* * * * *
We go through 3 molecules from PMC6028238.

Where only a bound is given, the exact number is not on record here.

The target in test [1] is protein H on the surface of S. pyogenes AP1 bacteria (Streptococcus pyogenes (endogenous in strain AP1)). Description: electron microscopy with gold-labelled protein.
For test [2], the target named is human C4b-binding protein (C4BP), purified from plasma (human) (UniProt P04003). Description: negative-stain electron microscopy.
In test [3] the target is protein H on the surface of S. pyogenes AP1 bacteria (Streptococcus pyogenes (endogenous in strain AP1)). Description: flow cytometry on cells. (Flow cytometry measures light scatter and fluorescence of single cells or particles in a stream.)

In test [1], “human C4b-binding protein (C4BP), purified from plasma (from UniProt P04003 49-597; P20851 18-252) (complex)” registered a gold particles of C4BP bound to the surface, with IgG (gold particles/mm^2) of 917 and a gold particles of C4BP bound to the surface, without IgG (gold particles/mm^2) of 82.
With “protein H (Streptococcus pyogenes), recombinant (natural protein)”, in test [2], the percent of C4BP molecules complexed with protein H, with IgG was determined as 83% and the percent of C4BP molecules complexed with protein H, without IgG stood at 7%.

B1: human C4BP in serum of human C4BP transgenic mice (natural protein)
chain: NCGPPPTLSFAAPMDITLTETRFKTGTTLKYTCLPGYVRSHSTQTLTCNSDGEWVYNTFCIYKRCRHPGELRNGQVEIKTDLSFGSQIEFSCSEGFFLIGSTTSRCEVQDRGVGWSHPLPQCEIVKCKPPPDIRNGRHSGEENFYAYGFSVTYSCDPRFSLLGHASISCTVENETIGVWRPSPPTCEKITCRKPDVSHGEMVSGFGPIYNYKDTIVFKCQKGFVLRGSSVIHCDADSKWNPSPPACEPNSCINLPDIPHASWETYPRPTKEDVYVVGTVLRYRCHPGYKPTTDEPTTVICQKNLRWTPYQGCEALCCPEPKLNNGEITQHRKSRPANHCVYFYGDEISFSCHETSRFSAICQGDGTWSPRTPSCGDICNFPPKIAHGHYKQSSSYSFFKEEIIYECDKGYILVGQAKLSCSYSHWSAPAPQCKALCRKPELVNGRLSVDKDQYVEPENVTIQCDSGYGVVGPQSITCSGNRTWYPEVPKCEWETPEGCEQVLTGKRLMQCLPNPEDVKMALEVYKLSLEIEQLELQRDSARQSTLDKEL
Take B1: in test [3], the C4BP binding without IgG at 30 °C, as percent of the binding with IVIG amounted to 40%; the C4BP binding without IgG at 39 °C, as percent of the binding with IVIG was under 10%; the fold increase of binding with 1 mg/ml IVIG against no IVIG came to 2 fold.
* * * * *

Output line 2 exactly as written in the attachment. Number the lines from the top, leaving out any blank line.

Where only a bound is given, the exact number is not on record here.